Repetitive Redundancies

On Facebook, it is possible to have a dedicated page for a baseball team. It is also possible to have a private group for the players of said team. These exist as two separate entities until the dedicated page is made to be an administrator of the private group—at this point they become linked together.

Confusing? Yes. Apparently it is confusing to Facebook as well. When the page and the group share the same name, goofy things like this start to happen:

"Redding Ringtails Baseball Club made Redding Ringtails Baseball Club an admin of the group Redding Ringtails Baseball Club," brought to you by Redding Ringtails Baseball Club.

To translate, this is Facebook sending out an announcement to all members of the group Redding Ringtails Baseball Club that Redding Ringtails Baseball Club the group made Redding Ringtails Baseball Club the site an administrator of Redding Ringtails Baseball Club the group.

If one our players hadn’t “liked” the posting then I never would have noticed that Facebook was capable of such silliness. (Having a keen sense of humor is an unspoken requirement in becoming an official member of this team.)

Epic Failures, Entry 1: The End of the Universe

As Lewis Black would say, “I have found the end of the universe!”

And on a related note, this is a fantastic example of why so many people hate computers—myself included.

Software Malpractice

The technology industry oftentimes does a good job of making reasonable people feel like they are inept. Here is one example:


Given that I am a mostly reasonable person, and that I was in a bit of a hurry, my brain processed the information contained in this picture in the following way:

  • Noticed “Yes” button and “No” button
  • Gaze drifted upward and read “Continue Working”
  • Clicked “No” button

I wanted the program to close, but the result of this action was that the program did not close: it stayed open.

Now consider the opposite and more dire case: if I had actually closed the program by accident, but wanted to keep it open, I would have clicked the “Yes” button and subsequently lost all my work. It is necessary to note that this is a warning message and was deliberately added to the software with the sole intention of keeping the user from accidentally losing work. The simplest of adjustments—or perhaps omissions is the more appropriate word in this case—would have prevented any and all confusion:


Sadly, if I had called tech support in a blind rage to demand that they get my work back or refund my money, chances are pretty good that some dittohead would have told me that I didn’t stop and read the message, and this would have been true enough to divert any ownership of fault. Somehow poor planning and execution on the service provider’s part turns into the end-user’s mistake, and the total cost of ownership for the software increases in drastic and simultaneously nonquantifiable ways.

You Can’t Put Autocorrect Everywhere (Or Can You?)

I very much dislike it when computers attempt to correct what I type. Sometimes it can be handy, but other times it can be infuriating. Texting on a cell phone is of course the best example of this: almost every single text message is altered by the phone’s computer software in one form or another. This is something that I only recently noticed: I had disabled texting on my phone in the past because I didn’t want to give certain people yet another way to selectively communicate with me (and further empower these same people to get away with the obnoxious behavior towards myself and others that comes along with such selective and one-sided discourse). Eventually I relented, but only because you can’t be part of a baseball team in the present day and not use text messaging.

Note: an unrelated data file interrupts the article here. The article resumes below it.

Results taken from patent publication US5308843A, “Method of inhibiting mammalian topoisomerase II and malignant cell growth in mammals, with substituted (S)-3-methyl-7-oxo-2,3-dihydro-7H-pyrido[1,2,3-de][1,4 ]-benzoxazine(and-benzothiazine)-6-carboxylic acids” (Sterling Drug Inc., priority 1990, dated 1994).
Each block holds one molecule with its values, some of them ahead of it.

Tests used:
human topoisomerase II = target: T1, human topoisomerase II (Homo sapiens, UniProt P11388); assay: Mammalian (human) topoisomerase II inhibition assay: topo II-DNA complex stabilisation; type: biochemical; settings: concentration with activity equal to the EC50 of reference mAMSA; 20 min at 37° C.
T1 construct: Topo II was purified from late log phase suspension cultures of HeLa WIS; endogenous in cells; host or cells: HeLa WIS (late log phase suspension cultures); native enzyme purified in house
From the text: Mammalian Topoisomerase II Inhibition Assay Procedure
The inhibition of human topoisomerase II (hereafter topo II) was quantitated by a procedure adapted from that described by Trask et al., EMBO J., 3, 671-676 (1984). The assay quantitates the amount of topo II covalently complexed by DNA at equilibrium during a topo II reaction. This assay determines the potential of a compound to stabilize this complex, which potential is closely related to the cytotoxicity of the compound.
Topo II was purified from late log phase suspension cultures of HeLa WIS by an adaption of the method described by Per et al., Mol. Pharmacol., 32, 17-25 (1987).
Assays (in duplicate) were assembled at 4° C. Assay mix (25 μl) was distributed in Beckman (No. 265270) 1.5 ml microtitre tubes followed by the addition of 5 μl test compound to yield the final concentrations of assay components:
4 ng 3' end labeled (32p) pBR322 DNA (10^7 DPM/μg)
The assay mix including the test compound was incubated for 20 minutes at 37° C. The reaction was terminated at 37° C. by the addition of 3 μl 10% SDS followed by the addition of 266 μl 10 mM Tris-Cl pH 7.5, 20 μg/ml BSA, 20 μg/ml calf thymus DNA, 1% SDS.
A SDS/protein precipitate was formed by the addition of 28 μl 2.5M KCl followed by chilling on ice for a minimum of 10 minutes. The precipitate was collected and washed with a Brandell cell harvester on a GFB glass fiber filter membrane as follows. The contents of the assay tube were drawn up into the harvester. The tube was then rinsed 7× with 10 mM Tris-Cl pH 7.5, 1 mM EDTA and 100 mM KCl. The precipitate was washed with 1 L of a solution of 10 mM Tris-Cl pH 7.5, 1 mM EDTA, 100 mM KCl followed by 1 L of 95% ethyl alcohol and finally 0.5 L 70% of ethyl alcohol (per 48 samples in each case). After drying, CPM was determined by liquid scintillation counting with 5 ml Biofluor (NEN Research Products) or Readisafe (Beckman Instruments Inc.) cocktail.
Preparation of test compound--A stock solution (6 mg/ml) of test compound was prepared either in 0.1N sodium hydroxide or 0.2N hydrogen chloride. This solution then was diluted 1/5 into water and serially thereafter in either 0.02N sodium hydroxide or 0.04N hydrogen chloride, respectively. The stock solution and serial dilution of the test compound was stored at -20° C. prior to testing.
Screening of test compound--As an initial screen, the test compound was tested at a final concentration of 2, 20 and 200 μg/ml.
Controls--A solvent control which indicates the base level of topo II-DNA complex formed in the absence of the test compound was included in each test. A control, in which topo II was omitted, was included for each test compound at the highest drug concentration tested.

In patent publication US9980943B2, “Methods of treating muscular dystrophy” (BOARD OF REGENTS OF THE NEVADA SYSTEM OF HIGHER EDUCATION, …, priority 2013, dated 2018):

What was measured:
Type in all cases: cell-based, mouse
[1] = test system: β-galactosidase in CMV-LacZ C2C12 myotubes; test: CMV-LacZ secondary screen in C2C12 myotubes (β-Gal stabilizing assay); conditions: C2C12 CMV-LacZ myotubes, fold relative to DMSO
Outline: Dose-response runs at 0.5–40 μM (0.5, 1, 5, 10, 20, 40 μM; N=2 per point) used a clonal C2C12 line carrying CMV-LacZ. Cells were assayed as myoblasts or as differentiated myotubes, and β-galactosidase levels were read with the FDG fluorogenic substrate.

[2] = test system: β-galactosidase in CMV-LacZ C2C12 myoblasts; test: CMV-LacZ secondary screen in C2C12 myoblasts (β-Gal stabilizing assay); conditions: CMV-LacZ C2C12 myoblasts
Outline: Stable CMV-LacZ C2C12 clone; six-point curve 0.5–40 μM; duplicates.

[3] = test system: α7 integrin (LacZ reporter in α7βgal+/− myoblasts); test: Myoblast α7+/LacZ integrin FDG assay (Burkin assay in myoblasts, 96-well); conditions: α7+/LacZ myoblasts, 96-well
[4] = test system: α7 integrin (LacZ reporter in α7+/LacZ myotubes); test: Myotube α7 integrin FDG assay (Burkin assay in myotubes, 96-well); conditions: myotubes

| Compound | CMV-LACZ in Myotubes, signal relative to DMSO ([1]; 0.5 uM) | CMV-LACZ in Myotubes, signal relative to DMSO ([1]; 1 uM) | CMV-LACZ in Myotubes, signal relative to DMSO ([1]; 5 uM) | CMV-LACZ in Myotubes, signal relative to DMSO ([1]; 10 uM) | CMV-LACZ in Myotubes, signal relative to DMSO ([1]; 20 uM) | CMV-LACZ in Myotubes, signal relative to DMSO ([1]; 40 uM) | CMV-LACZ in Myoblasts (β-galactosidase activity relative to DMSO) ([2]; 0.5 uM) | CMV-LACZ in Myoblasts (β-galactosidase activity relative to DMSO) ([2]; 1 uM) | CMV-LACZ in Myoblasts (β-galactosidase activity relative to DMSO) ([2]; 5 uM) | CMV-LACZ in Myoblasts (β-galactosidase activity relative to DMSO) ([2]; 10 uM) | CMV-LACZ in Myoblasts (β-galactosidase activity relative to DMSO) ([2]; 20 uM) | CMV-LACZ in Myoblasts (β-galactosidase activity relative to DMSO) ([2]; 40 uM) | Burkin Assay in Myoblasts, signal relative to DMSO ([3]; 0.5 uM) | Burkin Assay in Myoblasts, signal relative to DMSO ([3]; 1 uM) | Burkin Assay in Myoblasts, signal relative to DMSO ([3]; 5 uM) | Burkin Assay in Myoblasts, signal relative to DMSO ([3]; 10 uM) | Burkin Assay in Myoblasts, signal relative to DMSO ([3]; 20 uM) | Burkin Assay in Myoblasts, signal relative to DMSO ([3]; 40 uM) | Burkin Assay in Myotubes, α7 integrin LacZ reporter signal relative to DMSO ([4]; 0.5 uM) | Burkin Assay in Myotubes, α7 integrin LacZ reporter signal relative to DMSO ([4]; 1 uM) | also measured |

The experience so far hasn’t been too bad. I completely ignore people who really should be calling or visiting me and instead use text messaging almost exclusively for work- and baseball-related activities. What really drives me up the wall, however, is that every time I type in a word that could potentially be deemed offensive, my phone changes it to something different. “Shit” is changed to “shot”, “hell” is changed to “he’ll”, and even “fart” is changed to “cart”. Needless to say, I shut this feature off as soon as I was able to dig up the associated setting on my phone.

But autocorrect isn’t always so bad to have around, and some people clearly need it more than others. An unfiltered Google search for “comptuer”, a common misspelling that typically occurs from typing too fast on a keyboard, yields the following results:


Interestingly, the first entry is from LinkedIn for the Top 15 Comptuer Programmer profiles icon-external-link-12x12 icon-search-12x12. Apparently this spelling error occurs frequently enough that the site automatically generates a separate category for a special group of programming professionals who are very impatient typists:


This misspelling is so common, in fact, that some asshole in the Cayman Islands icon-external-link-12x12 icon-search-12x12 thinks that he’s going to get $15,000 for the domain name COMPTUER.COM:


The sad thing about all this is that we wouldn’t have most of these problems if people learned to spell, didn’t get so bent out of shape over strong or vulgar language, and were more considerate and earnest when communicating with others. Is autocorrect going to help us with these problems and eventually save us from ourselves? Only time will tell….

On a related note, ICANN icon-external-link-12x12 icon-search-12x12 really sucks.